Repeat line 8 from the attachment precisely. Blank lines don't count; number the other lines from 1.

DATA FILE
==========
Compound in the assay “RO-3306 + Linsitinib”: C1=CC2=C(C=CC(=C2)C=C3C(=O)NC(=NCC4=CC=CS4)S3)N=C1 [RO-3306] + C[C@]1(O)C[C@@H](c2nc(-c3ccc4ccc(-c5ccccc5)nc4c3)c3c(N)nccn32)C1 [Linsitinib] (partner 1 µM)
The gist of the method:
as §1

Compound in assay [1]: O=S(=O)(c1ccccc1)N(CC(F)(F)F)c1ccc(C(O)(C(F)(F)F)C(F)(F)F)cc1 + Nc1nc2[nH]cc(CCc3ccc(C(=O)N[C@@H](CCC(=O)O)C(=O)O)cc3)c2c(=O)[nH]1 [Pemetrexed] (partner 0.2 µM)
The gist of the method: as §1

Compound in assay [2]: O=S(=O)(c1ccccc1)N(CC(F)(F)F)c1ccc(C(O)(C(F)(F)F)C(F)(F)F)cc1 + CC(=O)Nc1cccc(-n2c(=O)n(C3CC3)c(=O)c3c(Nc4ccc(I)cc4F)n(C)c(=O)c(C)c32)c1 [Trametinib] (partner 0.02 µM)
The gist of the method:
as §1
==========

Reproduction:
as §1